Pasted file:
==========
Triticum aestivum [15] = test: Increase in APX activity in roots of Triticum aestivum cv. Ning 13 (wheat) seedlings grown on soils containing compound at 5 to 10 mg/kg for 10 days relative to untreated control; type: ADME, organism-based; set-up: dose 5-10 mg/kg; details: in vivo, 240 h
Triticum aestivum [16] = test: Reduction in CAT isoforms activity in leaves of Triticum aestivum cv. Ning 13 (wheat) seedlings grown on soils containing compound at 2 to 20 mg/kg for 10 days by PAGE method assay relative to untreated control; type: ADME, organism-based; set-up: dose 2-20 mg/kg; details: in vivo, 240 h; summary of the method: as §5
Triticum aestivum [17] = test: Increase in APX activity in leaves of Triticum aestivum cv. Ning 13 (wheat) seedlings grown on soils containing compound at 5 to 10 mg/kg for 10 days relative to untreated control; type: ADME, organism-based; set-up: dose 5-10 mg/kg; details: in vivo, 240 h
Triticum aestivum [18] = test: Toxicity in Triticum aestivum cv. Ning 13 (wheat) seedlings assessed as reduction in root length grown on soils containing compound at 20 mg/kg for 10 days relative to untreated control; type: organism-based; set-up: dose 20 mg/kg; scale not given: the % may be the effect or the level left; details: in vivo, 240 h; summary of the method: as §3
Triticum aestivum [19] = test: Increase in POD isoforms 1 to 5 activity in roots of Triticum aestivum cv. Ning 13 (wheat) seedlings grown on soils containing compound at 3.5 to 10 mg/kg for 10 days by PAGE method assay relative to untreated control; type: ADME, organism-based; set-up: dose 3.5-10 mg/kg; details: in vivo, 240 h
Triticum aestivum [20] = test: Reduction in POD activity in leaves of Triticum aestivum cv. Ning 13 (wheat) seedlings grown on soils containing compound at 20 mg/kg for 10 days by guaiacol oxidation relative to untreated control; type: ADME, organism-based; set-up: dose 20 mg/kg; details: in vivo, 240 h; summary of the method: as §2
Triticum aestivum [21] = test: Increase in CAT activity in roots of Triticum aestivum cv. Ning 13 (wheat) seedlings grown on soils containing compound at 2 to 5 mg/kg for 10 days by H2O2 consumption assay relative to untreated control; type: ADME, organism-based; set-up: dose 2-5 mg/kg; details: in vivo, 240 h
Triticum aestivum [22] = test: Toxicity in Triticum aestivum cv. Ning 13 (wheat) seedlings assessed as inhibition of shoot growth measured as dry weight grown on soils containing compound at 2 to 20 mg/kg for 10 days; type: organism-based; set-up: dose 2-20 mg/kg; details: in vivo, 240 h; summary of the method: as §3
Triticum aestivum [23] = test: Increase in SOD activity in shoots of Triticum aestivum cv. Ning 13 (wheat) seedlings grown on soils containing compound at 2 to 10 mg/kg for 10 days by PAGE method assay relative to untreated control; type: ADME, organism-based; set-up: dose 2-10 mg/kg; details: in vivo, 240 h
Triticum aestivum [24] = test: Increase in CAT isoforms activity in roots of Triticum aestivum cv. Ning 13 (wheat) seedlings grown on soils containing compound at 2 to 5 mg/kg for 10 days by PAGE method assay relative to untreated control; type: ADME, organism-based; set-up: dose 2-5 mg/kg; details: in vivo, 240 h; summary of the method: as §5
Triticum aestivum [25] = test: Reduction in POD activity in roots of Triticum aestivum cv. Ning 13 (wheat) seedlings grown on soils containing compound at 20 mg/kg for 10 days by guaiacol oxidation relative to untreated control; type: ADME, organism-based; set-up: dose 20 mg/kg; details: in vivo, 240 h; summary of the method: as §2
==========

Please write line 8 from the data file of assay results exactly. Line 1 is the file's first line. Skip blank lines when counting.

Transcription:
Triticum aestivum [22] = test: Toxicity in Triticum aestivum cv. Ning 13 (wheat) seedlings assessed as inhibition of shoot growth measured as dry weight grown on soils containing compound at 2 to 20 mg/kg for 10 days; type: organism-based; set-up: dose 2-20 mg/kg; details: in vivo, 240 h; summary of the method: as §3